In May 2013 I went public about my experiences with depression and explained how I went from playing in the 2011 All-Ireland u21 final in Croke Park with Cavan to imagining crashing my car into a wall in a matter of months.
I chose to share my story in hope that it would prove to other people out there feeling how I had felt that they are not alone. I wanted them to know that it is ok not to feel ok and that it is absolutely ok to ask for help.
It took me a long time to make sense out of the situation I found myself in but I can’t tell you how grateful I am that my suicidal thought at that point was swiftly followed by the image of my parents crying at my funeral in our local church. It took effort, thought and bi-weekly trips to a counsellor for months to fully accept that I was consumed by depression.
But more importantly that spell taught me I can cope with it, manage it and live my life as my pursuit of happiness goes on. I still have bad days but it is really important to remember that there are good days too.
While I firmly believe that people are beginning to understand just how important minding our mental health is, we can and we must as a society keep up the education process and continue to raise awareness.
That is why I am so delighted to be coming to Laois on October to speak as part of the Positive Mental Health and Well-Being Week hosted by Laois GAA Health & Well Being Committee in Mountmellick GAA club at 7pm.
Around our country, organisations like SpunOut.ie with their #DitchTheMonkey campaign promote positive mental health in a way this country has never seen before. I have also worked closely with Cycle Against Suicide and seen first hand how they are helping to strip down the stigma associated with mental health. Equally impressive was the ‘We Wear More’ campaign launched by the Gaelic Players Association that highlighted the fact that we all feel stresses and pressures in different ways and how wearing a county jersey does not make a person bulletproof.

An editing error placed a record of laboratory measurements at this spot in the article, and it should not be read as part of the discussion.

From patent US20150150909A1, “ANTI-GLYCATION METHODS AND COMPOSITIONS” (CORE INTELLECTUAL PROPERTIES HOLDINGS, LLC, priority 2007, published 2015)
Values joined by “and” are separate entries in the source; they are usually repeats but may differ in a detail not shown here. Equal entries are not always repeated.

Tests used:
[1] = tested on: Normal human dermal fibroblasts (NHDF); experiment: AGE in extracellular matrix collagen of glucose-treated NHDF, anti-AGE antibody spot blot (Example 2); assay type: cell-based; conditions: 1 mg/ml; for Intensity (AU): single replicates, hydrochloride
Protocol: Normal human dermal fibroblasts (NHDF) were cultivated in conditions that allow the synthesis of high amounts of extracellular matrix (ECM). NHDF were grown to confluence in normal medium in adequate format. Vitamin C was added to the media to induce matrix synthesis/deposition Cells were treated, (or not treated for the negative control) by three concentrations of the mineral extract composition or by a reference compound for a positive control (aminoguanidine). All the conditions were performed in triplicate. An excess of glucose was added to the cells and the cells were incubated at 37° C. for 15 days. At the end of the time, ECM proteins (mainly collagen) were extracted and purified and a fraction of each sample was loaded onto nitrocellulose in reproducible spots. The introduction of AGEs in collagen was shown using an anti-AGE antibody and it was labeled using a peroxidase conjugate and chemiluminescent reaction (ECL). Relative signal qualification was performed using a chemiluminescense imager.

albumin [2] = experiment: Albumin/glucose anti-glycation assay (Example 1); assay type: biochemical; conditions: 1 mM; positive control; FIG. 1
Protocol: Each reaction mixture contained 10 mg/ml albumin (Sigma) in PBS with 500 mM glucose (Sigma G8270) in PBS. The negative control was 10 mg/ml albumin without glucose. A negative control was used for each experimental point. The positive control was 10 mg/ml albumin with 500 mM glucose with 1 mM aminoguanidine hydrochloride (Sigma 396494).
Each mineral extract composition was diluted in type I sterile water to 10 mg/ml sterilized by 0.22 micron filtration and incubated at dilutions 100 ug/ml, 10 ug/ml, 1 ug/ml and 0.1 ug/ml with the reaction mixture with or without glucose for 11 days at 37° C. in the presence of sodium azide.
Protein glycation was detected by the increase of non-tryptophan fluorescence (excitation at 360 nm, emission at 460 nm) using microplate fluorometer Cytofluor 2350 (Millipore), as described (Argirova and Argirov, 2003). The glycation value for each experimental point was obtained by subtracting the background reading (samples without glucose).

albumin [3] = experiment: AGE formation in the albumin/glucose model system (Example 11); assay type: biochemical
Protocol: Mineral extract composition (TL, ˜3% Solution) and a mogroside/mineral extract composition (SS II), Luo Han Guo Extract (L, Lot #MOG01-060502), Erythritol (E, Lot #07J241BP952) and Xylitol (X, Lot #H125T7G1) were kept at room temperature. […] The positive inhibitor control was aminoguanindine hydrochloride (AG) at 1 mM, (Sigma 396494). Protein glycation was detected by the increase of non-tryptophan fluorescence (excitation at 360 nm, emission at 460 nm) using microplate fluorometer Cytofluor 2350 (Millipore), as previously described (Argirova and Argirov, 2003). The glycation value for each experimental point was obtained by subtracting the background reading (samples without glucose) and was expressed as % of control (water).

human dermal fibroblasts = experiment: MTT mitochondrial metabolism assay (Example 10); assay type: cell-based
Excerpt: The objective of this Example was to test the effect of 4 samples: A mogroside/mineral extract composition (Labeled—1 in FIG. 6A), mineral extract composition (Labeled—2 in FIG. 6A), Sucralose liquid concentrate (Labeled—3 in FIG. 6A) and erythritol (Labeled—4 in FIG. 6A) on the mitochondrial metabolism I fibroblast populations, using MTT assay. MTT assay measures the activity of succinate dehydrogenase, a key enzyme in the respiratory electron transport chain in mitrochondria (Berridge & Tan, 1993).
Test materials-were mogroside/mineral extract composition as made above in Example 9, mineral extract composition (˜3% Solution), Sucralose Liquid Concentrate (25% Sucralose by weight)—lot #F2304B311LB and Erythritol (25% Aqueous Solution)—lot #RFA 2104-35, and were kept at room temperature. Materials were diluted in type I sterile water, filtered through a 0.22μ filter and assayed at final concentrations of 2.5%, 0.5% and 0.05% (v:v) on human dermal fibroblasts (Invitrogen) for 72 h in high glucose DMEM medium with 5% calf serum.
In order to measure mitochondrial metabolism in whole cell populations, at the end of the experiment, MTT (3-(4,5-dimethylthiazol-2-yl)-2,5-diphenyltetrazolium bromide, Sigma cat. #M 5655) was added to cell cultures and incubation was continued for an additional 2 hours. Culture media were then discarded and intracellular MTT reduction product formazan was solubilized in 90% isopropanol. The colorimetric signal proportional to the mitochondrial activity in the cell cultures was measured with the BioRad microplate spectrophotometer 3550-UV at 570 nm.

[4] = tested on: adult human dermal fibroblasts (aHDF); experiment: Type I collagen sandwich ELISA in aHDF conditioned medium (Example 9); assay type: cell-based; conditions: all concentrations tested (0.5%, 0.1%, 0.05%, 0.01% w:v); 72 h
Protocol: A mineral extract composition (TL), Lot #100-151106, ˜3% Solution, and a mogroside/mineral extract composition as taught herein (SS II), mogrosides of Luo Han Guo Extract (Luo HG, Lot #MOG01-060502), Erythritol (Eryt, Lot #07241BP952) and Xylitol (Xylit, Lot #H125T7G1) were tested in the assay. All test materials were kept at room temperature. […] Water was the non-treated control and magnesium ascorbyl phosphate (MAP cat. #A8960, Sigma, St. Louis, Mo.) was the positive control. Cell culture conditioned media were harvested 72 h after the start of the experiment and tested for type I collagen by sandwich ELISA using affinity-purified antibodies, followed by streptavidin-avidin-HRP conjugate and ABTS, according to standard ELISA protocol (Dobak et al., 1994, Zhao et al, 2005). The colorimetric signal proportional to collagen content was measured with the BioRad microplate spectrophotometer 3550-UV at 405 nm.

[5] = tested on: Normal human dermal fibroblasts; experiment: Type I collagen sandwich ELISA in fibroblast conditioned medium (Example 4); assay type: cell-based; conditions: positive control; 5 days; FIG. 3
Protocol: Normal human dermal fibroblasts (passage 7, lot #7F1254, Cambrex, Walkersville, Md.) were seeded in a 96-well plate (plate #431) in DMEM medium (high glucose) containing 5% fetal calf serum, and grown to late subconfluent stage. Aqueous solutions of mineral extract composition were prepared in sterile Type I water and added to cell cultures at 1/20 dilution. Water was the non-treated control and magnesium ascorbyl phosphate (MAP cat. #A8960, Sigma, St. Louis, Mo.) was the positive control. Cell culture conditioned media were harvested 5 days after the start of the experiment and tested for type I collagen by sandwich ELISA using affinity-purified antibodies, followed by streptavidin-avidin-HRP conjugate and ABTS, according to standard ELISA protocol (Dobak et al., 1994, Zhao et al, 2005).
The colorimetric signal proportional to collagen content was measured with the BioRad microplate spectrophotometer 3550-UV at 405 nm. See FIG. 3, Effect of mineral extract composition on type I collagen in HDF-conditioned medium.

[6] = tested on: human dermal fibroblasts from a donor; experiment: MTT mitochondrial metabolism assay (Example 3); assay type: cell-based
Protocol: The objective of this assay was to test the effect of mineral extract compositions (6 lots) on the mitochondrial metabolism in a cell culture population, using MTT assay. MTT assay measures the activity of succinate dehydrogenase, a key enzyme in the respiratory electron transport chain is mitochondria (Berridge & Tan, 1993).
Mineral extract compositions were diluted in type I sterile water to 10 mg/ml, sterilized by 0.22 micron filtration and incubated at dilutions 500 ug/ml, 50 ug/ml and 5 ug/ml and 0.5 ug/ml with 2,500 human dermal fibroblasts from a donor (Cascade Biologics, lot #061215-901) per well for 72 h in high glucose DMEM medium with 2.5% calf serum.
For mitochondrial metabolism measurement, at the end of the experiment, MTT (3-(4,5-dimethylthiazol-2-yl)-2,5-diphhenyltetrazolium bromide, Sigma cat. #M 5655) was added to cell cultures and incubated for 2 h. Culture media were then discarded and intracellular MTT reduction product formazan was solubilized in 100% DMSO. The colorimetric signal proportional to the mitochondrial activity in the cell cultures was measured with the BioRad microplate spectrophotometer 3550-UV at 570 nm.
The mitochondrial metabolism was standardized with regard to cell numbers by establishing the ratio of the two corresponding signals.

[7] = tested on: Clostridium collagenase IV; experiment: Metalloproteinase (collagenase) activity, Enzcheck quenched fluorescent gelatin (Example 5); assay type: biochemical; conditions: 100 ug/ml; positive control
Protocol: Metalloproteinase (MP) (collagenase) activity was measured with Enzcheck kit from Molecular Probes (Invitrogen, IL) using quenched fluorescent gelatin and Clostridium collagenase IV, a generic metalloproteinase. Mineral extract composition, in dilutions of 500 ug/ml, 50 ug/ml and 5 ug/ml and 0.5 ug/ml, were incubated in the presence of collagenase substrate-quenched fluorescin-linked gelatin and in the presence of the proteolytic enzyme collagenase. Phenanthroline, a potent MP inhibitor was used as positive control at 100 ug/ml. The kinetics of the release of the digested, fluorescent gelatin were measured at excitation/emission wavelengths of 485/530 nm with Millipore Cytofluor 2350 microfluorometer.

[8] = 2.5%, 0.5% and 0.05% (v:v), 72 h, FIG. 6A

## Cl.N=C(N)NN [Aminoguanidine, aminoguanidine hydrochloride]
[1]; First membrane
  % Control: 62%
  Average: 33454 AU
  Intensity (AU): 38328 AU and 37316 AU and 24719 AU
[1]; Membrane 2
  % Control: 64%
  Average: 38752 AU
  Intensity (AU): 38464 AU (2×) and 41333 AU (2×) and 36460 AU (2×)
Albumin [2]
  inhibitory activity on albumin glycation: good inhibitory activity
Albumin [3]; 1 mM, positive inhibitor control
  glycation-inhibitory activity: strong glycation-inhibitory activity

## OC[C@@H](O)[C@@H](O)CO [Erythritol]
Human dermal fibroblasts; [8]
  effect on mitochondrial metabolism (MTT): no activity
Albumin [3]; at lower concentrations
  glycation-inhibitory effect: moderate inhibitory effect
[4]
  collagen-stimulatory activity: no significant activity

That concept applies to everyone as sometimes we ignore our problems because we feel we have to be strong and tough on the outside. However, we all have feelings and emotions. Sometimes they are happy, other occasions they are sad and that is perfectly ok. We worry about college, work, money, family, relationships and many other things that can affect our lives in different ways.
Around Laois this week, try to make a conscious effort to talk about these concerns more regularly, to mind our mental health and prevent problems from turning into bigger issues down the line. And if anyone reading this is currently residing in a dark place, know that you are not alone. Help is out there for you and the first step in beginning your recovery process is telling somebody that you are not ok.
Reach out to organisations like the Samaritans, you can free-phone on 116-123, or find that one person you trust, the person who if you won the lotto in the morning would be the very first person you would ring to share the news. Don’t be afraid to do it. It’s okay not to feel okay.
Alan O’Mara’s talk will be followed by a Sport Your Mind Workshop facilited by Anthony O’Prey, HSE Health Promotion Office. The event is supported by Laois Sports Partnership and aims to raise awareness of youth mental health and provid information on supports available. All are welcome.